After two nights of violence in downtown Greensboro, Mayor Nancy Vaughan announced via Facebook and Twitter shortly before noon, Monday, June 1, that she was imposing a citywide curfew.
The notice on Twitter states, “I am issuing a citywide CURFEW effective immediately from 8:00pm – 6:00am, to be in effect until modified or rescinded. Please Plan accordingly. It will restrict travel within the city limits.
“Declaration to follow @greensborocity
“#StayAtHome especially after 8:00”
In a news release from the City of Greensboro Vaughan said, “As a result of the escalating violence that has come to Greensboro over the weekend, I have declared a curfew for the city beginning tonight at 8 pm. I am concerned more about the possible loss of life and injuries for our residents. The curfew is necessary to protect the public health, safety and welfare of our community.”
According to the press release, the exemptions for the curfew include law enforcement officers, firefighters and other public safety employees; doctors nurses, employees of hospitals or other medical facilities; public utilities, public transportation companies; on-duty military personnel; news media, journalists, individuals traveling between work and their residence; and individuals seeking medical care.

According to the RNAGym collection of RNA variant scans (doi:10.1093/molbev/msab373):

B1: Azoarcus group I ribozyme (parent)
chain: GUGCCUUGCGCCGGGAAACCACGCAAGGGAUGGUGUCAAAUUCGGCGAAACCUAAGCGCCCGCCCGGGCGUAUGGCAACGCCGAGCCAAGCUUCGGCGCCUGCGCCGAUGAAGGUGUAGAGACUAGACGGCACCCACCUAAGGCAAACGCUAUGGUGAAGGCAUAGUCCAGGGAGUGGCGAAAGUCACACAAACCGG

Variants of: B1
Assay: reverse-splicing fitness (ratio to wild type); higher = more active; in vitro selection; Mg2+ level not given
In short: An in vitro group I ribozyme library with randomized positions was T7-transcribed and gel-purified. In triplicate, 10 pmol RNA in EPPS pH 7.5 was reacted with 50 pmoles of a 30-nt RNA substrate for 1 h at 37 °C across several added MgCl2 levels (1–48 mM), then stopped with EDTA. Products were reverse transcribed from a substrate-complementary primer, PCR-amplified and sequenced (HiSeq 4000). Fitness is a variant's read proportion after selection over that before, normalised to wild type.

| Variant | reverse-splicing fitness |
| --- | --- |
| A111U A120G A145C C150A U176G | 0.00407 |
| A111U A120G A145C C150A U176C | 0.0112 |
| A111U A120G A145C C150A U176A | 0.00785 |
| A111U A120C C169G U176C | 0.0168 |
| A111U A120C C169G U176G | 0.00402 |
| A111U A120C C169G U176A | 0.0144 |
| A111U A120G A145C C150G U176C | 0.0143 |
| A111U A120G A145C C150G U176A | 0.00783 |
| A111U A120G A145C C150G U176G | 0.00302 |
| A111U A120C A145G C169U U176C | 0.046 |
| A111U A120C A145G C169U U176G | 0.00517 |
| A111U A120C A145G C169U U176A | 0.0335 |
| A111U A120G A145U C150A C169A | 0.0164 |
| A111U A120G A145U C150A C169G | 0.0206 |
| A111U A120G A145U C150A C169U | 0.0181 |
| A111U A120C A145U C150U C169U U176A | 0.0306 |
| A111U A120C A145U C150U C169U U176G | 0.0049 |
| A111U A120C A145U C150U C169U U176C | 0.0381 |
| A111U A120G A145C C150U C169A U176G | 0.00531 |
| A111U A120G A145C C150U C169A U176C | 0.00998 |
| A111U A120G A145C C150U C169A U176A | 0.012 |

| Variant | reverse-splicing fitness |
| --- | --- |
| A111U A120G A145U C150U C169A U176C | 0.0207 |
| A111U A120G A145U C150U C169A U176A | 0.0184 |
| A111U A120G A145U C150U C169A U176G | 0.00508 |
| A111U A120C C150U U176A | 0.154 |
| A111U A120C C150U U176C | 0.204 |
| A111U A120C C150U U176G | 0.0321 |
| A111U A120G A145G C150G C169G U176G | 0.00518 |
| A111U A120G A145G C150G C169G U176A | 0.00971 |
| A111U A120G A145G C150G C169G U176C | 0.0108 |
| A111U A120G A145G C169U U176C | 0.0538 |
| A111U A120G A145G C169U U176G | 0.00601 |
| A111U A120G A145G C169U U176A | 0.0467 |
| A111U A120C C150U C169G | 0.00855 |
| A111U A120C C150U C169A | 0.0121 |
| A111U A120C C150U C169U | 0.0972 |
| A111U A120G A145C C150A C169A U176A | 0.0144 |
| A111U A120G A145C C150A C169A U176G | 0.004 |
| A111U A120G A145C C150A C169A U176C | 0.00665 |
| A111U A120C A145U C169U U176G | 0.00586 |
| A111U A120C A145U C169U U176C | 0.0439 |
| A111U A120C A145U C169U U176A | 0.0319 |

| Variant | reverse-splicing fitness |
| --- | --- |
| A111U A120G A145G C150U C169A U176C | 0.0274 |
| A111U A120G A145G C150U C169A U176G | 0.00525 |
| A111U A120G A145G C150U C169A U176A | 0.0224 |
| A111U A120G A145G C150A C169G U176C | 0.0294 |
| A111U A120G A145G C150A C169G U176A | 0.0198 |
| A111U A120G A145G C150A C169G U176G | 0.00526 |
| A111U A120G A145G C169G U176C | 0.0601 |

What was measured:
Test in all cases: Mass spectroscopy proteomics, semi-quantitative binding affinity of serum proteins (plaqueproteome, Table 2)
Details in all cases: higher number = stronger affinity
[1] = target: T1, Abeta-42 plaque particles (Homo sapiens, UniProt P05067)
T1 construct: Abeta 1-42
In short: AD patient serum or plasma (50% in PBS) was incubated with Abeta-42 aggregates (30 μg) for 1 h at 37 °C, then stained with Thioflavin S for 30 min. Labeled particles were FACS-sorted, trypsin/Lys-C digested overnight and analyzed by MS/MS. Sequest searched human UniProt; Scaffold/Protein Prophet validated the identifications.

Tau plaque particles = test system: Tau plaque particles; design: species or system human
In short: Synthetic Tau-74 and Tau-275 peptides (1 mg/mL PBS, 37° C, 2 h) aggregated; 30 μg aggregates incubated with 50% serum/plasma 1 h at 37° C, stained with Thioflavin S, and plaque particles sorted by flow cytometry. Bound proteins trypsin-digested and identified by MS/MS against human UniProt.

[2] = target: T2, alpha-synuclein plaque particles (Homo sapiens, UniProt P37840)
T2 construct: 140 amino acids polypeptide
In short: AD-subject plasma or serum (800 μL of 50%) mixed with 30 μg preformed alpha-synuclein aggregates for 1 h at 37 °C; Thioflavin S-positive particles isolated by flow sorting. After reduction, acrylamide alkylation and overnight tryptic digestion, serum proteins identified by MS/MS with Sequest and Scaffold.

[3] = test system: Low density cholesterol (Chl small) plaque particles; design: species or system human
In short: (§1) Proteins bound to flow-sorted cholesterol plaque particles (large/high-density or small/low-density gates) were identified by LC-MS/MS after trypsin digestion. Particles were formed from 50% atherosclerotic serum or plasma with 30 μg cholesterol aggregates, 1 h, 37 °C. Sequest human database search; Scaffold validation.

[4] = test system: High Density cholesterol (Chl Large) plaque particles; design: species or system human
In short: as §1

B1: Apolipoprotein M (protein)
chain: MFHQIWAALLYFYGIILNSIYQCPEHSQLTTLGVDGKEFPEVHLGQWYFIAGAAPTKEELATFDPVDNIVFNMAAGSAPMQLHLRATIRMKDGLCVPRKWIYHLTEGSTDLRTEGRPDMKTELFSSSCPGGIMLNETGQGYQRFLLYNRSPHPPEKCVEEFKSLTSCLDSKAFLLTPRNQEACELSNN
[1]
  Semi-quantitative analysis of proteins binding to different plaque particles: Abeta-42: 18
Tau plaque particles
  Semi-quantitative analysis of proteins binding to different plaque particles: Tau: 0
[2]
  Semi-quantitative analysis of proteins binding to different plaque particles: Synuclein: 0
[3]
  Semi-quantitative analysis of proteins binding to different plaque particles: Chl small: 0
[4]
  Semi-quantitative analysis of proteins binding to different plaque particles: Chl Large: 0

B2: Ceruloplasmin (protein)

Both Saturday, May 30 and Sunday, May 31, protests over the death of George Floyd in Minneapolis started as peaceful protests, remained peaceful for hours but, according to reports, after many of the protestors had left, on both nights the protests became violent with numerous storefronts and windows smashed downtown and there was also some looting reported.
According to police reports, Saturday, May 30, Gary Daniel Purgason was charged with “inciting to riot” and Sunday, May 31, Gabriel Alexander Martin was arrested for “vandalism to real property willful and wanton.” Those are the only two arrests related to the downtown vandalism and looting listed in the Greensboro Police Department reports for the downtown area over the weekend.
The reports do list 14 incidents of vandalism, five of “burglary-forcible entry” and one incident of arson.
Monday morning downtown people were sweeping up glass in front of their businesses and boarding up windows. Many windows were being boarded up where the glass had been smashed and in other cases it was preventative, with boards being fitted over windows to prevent damage. All down South Elm Street instead of the usual business activity the majority of people were either taking photos of the damage or working to repair the damage and prevent future damage.